I have made this recipe a couple of times now, and other than that first time with the temp mishap, I have never had any problems, in fact it has always come out pretty much the same (consistent results) and delicious.  I don't know if you work with a pHmeter, but I can tell you some pH guidelines if you want. 
I add the starter at about 26.5-27 C, and let it rehydrate, stir for 5 minutes, let sit a couple of minutes, then put about 3 drops of rennet (I use flora danica instead of the cheesemaking.com blends, I live in europe and don't want to order from overseas, I'd rather make do with what I have available here).  My starting pH of the milk (before culture) is about 6.4, last time it was 6.54 (I measure pH around 26.5/27 celcius, before adding the flora danica.
I allow it to drop to 4.31 (my goal pH for when I will hang to drain) this takes about 18-24 hours (for me it has always been more or less 20 hours).
I think I let it hang to dry too long, I think next time I will try to hoop after about 6 hrs of draining.
Post some pictures of your crottin if you have any, and if worst comes to worst, grate them on your pasta, it is delicious!

Offline Tiarella

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Re: Crottin de Chavignol - help
« Reply #3 on: May 14, 2013, 05:52:50 AM »
I imagine it went so quickly because of the raw milk.  I only use raw goat's milk and it's very quick to form curd.

Offline douglas

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Re: Crottin de Chavignol - help
« Reply #4 on: May 14, 2013, 11:08:18 AM »
Well, I've got it in the cave now, I put it in a plastic container on a bamboo mat.  I'm leaving it on one side for over a day, to hopefully flatten out that side.  There was one side of the cheese that was flat from the crottin mold, and the other side is rough from where I pushed down the curd with a spoon.  The cheese is really crumbly, and I keep having to push back on small pieces that crumble off if I handle it.  Ah, well, but those small pieces, if I taste those, they are pretty good.  I'll have to see if the mold blooms by the end of the week on these, and how that goes.


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Offline douglas

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Re: Crottin de Chavignol - help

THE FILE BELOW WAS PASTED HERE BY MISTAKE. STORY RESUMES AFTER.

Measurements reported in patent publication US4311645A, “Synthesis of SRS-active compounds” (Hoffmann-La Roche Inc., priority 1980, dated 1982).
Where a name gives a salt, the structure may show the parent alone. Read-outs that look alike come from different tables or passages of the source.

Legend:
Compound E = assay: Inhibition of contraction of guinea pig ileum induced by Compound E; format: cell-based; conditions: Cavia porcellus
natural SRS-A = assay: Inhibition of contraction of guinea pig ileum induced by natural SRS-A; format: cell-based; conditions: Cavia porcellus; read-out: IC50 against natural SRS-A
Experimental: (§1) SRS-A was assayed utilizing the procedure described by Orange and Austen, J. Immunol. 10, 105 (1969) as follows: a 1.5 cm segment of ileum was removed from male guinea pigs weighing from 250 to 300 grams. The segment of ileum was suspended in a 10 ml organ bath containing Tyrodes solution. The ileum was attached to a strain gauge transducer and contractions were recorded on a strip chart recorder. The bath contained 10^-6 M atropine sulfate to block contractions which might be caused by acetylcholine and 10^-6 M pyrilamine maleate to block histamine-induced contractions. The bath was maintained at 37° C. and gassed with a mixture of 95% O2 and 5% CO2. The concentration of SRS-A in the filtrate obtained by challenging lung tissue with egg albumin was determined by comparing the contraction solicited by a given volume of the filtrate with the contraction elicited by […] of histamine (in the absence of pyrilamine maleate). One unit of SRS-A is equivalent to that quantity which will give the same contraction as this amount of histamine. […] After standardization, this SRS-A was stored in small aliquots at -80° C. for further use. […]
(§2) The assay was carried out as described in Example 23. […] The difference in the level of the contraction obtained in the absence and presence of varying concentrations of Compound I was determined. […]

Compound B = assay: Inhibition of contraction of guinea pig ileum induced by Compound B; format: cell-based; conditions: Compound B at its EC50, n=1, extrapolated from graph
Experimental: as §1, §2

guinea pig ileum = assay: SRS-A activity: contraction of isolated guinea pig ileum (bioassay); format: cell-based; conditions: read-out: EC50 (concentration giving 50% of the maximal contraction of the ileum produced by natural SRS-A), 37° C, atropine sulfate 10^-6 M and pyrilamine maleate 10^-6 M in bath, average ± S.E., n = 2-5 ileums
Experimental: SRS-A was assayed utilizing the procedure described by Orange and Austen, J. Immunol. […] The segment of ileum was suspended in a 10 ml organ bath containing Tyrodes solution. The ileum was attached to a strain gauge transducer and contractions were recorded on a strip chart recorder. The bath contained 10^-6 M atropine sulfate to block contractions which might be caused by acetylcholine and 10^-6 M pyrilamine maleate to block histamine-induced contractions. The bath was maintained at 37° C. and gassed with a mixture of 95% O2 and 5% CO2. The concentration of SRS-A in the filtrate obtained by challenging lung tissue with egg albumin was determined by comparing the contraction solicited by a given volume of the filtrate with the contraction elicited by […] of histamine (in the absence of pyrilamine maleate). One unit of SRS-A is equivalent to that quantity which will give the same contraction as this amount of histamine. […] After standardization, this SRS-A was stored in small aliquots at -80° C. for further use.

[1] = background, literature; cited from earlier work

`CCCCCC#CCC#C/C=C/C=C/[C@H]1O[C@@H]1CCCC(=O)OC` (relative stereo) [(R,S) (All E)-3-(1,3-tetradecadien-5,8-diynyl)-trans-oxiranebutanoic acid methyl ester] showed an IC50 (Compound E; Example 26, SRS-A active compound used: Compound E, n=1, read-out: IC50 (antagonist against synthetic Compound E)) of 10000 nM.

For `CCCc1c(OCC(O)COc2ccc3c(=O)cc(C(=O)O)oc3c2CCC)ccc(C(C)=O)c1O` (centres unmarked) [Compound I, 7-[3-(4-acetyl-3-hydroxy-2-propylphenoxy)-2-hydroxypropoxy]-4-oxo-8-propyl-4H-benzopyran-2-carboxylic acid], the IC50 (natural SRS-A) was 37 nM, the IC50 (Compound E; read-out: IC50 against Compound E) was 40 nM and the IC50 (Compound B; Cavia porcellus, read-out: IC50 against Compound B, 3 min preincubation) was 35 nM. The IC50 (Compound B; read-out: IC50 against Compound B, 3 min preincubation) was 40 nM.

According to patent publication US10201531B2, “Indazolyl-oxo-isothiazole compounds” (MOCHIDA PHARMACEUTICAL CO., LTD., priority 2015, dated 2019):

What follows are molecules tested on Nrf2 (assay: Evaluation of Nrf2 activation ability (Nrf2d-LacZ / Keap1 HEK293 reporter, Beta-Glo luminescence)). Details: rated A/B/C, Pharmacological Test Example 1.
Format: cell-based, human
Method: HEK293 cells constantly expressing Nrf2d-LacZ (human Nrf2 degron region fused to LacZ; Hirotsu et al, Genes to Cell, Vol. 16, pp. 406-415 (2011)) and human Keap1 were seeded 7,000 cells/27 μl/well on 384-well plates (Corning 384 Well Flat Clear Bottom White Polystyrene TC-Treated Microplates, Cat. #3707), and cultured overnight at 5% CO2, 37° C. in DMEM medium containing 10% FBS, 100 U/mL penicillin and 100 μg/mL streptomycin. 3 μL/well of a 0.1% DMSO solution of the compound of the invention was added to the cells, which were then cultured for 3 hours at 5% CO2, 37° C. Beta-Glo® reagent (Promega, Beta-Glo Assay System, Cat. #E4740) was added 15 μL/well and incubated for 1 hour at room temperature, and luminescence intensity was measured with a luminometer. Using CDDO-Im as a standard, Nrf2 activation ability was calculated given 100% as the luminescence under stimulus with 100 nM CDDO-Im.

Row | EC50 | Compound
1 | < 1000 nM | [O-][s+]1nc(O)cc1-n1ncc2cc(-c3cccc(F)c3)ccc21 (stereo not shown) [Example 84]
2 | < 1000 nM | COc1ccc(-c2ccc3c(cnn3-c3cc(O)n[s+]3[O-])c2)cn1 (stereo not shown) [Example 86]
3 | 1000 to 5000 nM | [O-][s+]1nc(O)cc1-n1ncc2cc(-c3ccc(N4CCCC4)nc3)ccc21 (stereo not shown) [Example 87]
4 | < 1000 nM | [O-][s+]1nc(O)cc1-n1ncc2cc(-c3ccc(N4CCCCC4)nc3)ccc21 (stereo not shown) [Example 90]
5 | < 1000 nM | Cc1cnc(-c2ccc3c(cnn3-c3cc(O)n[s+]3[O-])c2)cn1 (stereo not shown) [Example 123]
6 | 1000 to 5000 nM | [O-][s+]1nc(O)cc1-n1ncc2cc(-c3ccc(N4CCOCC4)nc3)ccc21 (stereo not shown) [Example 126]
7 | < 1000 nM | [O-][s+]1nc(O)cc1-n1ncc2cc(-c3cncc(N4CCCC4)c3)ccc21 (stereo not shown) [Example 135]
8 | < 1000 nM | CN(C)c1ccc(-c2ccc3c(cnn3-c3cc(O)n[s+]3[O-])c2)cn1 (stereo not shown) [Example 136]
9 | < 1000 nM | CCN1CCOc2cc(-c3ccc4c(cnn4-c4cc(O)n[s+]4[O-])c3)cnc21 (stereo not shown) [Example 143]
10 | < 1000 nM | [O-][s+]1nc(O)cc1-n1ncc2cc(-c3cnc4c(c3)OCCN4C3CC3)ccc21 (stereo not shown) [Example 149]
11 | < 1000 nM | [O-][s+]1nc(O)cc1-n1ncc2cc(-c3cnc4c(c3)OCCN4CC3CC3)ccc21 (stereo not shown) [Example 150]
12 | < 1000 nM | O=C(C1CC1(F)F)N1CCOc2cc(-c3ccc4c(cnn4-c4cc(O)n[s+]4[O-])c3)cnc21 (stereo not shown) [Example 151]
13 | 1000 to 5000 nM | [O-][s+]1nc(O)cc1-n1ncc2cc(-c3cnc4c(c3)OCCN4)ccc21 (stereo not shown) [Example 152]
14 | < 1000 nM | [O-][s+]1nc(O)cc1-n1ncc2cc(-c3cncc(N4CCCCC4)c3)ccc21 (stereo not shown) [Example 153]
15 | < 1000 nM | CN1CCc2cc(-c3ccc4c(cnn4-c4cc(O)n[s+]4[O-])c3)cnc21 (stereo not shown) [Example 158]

« Reply #5 on: May 21, 2013, 02:28:14 PM »
Well, it has been 10 days now, and the cheese seem to be proceeding?  They are small, rather hard-ish?  A little lumpy... but they are getting a moldy surface, and just now starting to show the wrinkly surface of the Geotrictum mold.  But I wonder with the surface just starting to dev. now after 10days, are they maturing rather slowly?  I made some brie the day before, and those are really wrinkly and starting to shrink a bit after 11 days. 

Not much to so now, just let it go.  I think I'm going to try the first one this weekend and see what it is like after 2 weeks of age.  And then one crottin a week for the next month...  Hope it was worth the $28 for a gallon of goats milk...

Offline douglas

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Re: Crottin de Chavignol - help
« Reply #6 on: May 29, 2013, 04:21:59 PM »
Ok, well, tried one just yesterday, after 16 days of aging.  There is a nice wrinkly crust on the cheese, lightly white fuzzy.  The paste inside was rather firm and a bit crumbly, not much of the smoothness from the mold, and everything is very white.  It tastes just fine, but it is rather mild, surprisingly so.  When I packed the curd into the mold, I tasted the whey, and it was very tart.  More tart than other times I've made cheese.  I expected the cheese to be tart, or sharp tasting, but it is rather mild.  I'm going to let the others go for another two weeks before trying again. 

I guess a success from the first time trying goat's milk, and first time trying raw milk.

Offline Tiarella

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Re: Crottin de Chavignol - help
« Reply #7 on: May 29, 2013, 06:37:29 PM »
Sounds like Crottin de Douglas was tasty!  Congratulations!   ;D